A strange registration; an interesting decade!

In 1979, I was at family gathering at my sister’s house in Bristol Borough.  My brother in law was praising the candidacy of Ronald Reagan in the Republican primary.  “I’ll cancel your vote,” I said.  The next day I registered as a Republican and voted for John Anderson  in the primary.  It’s interesting how such a small action can influence decades.  Anderson lost; Reagan won the primary and the general election; and I was a registered Republican.

Before I changed my registration back to Independent or Democrat, I got a call from the Yardley Republican club.  The parent of an HGP student, Fred Kurtz, invited me to a meeting for candidates for Borough Council.  Months before, I had volunteered to serve on a Borough committee — denied planning or zoning —  I had became a member of the cable TV commission, pretty important.   Now I was being offered the opportunity to run for  Yardley Borough Council.  But as a Republican.

Around this time, I was organizing a  chapter of the Sierra Club in Bucks County.  I called Philadelphia. “Should I run as as a Republican?”   The answer I got cemented my party registration for years.  “Go for it,” the Sierra voice said, “we need environmental activists in the Republican Party. ”  In the Yardley Republican meeting, I got along extremely well with one of my potential running mates, Susan Taylor — a fiscal Republican but very liberal on many issues. We ran together  and won.

In  all honesty, many Bucks County Republican, office holders in the 1980s,  were moderate and I didn’t have a lot of issues with them — in fact I could support People like Jim Greenwood and Dave Heckler.  Once elected to Council, Susan and I forged a fairly liberal thinking group of Yardley Republicans.  Some were Democrats who changed registration once elected to Republican (supported by Taylor-Profy).  For many of us “all politics was local;”  we didn’t support national Repulicans.

Once  on Council, we dealt with a variety of interesting issues.  The designation of a Historic District in much of the downtown area; increased attention to planning  and zoning issues — Orchard Hill ( just being developed today), Nickerson developments at Yardley Commons and the Train Station (threats of a trailer park) and directly behind me on  Morgan Avenue, Canal View or later the Big  House project.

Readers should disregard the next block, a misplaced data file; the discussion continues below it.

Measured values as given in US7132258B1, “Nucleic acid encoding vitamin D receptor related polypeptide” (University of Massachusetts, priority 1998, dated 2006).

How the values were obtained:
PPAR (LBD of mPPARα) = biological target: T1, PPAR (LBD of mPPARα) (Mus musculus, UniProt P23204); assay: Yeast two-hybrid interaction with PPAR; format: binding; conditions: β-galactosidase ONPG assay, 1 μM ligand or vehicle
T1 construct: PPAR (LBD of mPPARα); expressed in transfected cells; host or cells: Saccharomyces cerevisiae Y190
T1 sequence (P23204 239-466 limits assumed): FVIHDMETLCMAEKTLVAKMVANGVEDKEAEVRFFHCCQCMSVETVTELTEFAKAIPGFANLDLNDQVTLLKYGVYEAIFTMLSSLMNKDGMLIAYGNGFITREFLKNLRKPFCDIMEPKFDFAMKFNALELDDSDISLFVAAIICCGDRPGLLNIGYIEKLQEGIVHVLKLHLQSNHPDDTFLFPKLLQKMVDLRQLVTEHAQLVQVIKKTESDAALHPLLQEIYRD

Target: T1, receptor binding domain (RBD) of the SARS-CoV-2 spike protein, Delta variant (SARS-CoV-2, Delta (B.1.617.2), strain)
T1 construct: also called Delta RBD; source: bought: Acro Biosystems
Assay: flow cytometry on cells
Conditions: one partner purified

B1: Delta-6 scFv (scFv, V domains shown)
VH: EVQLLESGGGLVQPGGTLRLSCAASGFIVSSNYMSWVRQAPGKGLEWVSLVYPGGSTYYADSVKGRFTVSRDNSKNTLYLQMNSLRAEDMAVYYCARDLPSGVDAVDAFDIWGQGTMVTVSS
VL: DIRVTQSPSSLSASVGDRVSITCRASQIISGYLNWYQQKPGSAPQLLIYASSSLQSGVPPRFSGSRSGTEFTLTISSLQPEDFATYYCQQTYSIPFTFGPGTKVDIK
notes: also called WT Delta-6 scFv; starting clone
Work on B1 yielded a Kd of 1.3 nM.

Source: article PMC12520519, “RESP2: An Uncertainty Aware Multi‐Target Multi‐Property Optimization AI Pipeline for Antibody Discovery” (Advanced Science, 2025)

In the early years, I remember thinking that one big difference between being on Council and my life up to that time was Council’s  dependence on a solicitor.  Constantly we asked,  “Was it legal?”  Some issues were major — the State was requiring an Emengency Management Plan.  I went to workshops in Lambertville.  There were minor floods that provoked a lot of citizen response.  Downtown parking (cooperation) was an issue.  And tax hikes — my “R” friend Susan looked at the budget with with a microscope — did the borough need to spend that much on stamps?

Some of the issues we dealt with during the 1980s were a sign of the times — the closing of the the Yardley Pharmacy Luncheonette ( and eventually the entire store)  — and some more were  complex and serious.  For years the Borough struggled with updating of  it’s police force.  In 1989, a police chief search  led  to the arrest (and immediate acquittal)  of Council President Taylor.  A sad but real incident in small town politics.

In my organizational  and clean up mode, I found several scrapbooks of articles from my eight  years on Council. They document  the many issues we faced –historic zoning, emergency management,  a new mayor, a new comprehensive plan, new police chief and the first borough manager.  The  scrapbooks contain articles and campaign literature.  They document a decade of my life as a Republican (yes, a Republican) local office holder.  Interesting and a bit confusing, but as SusanTayor  always said, “If it’s not fun, we shouldn’t be doing it.”  The scrapbooks are destined to be donated to the Yardley Historical Association;  the memories are for ever.

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